IBM says Macs save as much as $543 per user versus a PC

By Shawn Knight ยท 37 replies
Oct 21, 2016
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  1. During a recent speaking engagement at the Jamf Nation User Conference in Minneapolis, IBM VP of Workplace as a Service Fletcher Previn said his company is saving even more money than anticipated by trading out PCs for Macs.

    After first adopting Macs for its employees in mid-2015, IBM now has 90,000 employees using Macs and is deploying 1,300 new Macs each week. By the end of the year, IBM anticipates that 100,000 of its employees will have made the move to a Mac.

    Most assumed that using Macs would be significantly more expensive than PCs seeing as they cost more up front. That’s not the case, however, according to Previn.

    Depending on the model, he says, IBM is saving anywhere from $237 to $543 per Mac compared to a PC over a four-year lifespan. The figure represents the best pricing they’ve ever received from Microsoft, he added. Multiply that by 100,000 and you’ve got some serious savings.

    At last year’s conference, Previn said Macs require less management and setup effort than PCs even though they cost more up front. This year, he said that just 3.5 percent of employees using a Mac will reach out to the company’s help desk for assistance.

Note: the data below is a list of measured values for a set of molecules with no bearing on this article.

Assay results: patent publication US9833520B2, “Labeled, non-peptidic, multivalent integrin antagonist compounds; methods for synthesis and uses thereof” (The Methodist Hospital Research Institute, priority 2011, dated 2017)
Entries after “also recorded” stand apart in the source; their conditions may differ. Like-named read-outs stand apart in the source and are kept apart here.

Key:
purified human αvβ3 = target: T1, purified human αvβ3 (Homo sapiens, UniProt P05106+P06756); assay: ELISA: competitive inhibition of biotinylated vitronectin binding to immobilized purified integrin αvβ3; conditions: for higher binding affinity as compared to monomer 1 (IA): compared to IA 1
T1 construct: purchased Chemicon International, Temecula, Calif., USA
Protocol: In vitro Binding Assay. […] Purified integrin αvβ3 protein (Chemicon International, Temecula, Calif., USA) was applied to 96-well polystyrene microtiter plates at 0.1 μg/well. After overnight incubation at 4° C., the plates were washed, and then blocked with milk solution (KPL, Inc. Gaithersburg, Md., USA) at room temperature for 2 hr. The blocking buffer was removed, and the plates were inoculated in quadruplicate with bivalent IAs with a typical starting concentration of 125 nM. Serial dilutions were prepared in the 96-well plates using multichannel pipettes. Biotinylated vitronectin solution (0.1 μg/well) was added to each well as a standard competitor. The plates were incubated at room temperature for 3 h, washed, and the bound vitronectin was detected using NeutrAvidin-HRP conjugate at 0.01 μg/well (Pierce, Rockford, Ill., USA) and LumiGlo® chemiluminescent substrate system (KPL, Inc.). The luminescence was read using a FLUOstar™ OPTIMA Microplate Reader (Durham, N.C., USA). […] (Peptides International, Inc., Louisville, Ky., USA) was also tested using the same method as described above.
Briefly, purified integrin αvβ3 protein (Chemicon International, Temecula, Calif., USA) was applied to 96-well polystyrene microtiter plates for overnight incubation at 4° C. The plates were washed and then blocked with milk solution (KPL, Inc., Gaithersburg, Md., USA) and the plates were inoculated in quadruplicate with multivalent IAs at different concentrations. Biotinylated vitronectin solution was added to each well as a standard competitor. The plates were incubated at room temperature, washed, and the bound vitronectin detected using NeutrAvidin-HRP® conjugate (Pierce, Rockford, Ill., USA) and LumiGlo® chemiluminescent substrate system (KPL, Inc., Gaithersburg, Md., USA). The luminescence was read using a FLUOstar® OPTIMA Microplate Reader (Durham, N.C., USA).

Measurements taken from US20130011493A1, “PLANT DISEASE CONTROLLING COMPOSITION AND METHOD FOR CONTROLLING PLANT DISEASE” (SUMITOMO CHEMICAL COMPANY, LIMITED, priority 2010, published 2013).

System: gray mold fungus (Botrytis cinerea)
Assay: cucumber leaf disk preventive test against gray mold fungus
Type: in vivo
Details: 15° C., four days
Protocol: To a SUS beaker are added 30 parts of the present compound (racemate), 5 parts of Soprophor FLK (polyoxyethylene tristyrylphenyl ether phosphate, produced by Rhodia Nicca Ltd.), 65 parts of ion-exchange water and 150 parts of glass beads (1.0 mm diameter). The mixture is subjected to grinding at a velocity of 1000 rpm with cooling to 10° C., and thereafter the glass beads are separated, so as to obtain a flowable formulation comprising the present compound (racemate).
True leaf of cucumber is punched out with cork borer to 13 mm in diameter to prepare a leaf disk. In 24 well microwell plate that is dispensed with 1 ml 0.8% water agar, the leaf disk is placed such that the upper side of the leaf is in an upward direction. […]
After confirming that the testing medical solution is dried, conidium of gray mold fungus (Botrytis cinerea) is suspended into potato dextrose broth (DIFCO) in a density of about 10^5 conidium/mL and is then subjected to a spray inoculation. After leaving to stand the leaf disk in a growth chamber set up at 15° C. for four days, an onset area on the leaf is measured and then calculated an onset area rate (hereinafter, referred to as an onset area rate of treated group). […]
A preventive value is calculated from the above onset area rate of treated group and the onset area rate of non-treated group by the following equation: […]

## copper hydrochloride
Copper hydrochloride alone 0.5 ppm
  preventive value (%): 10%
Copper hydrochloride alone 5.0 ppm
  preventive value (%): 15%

Looking ahead, 73 percent of IBM’s employees say they want their next work computer to be a Mac.

    Permalink to story.

  2. davislane1

    davislane1 TS Grand Inquisitor Posts: 4,736   +3,757

    "Previn said Macs require less management and setup effort than PCs even though they cost more up front."

    This is why people buy Macs, Apple haters. This and fashion.

    Sent from my Windows 10 PC.
  3. yRaz

    yRaz Nigerian Prince Posts: 2,306   +1,401

    Right off the bat I will admit that I am an apple hater. That said I don't really understand where these numbers are coming from. Setting up all the computers in my house I essentially make one base image with the software and settings I like on one computer and then load it onto all the rest. Aside from forwarding ports in my router(which you'll have to do on mac too) set up is completed.

    Granted, this isn't in an enterprise setting, but I don't think the scale is much different. Ever since windows 7 came out I've been able to have a "set it and forget it" attitude on all the computers in my house. I sure as hell know that each one of my windows computers isn't costing me a dime each year. Most that ever happens is a cable gets snagged on something and I have to plug it back in, which is just as likely to happen on a mac than PC.